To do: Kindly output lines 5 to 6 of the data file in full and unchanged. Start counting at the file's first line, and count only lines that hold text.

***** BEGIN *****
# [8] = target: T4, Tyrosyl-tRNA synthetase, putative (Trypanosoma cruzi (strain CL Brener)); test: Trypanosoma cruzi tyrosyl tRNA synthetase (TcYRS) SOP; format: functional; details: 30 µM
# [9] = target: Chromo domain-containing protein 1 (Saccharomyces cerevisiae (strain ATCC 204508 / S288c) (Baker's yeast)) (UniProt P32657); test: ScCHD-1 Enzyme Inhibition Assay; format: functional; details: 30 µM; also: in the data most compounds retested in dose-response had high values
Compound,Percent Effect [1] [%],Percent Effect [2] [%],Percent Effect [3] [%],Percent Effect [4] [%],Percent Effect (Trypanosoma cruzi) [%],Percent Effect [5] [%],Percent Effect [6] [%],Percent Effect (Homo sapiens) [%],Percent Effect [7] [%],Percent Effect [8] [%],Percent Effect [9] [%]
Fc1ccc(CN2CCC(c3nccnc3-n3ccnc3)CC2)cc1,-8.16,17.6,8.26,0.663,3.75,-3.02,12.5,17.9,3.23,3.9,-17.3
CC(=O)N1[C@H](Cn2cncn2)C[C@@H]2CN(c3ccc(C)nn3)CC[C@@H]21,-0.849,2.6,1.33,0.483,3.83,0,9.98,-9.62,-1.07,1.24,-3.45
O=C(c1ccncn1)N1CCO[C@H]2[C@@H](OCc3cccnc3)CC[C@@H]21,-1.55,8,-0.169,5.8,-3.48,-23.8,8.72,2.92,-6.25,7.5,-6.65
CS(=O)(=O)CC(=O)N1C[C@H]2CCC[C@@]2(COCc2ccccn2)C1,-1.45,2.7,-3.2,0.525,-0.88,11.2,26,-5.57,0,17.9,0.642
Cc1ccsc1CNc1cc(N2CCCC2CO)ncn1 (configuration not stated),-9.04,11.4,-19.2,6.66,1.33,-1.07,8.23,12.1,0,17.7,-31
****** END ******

CC(=O)N1[C@H](Cn2cncn2)C[C@@H]2CN(c3ccc(C)nn3)CC[C@@H]21,-0.849,2.6,1.33,0.483,3.83,0,9.98,-9.62,-1.07,1.24,-3.45
O=C(c1ccncn1)N1CCO[C@H]2[C@@H](OCc3cccnc3)CC[C@@H]21,-1.55,8,-0.169,5.8,-3.48,-23.8,8.72,2.92,-6.25,7.5,-6.65